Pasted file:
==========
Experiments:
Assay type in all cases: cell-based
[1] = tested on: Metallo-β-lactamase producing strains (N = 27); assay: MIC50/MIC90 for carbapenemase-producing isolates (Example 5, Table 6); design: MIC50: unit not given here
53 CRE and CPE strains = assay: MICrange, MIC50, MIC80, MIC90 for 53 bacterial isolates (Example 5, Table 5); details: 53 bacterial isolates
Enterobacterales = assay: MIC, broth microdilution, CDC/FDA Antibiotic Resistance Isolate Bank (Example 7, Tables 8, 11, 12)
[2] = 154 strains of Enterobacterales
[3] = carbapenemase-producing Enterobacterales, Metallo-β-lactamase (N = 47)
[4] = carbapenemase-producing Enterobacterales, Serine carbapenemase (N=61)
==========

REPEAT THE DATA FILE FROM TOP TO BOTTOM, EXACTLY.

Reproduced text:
Experiments:
Assay type in all cases: cell-based
[1] = tested on: Metallo-β-lactamase producing strains (N = 27); assay: MIC50/MIC90 for carbapenemase-producing isolates (Example 5, Table 6); design: MIC50: unit not given here
53 CRE and CPE strains = assay: MICrange, MIC50, MIC80, MIC90 for 53 bacterial isolates (Example 5, Table 5); details: 53 bacterial isolates
Enterobacterales = assay: MIC, broth microdilution, CDC/FDA Antibiotic Resistance Isolate Bank (Example 7, Tables 8, 11, 12)
[2] = 154 strains of Enterobacterales
[3] = carbapenemase-producing Enterobacterales, Metallo-β-lactamase (N = 47)
[4] = carbapenemase-producing Enterobacterales, Serine carbapenemase (N=61)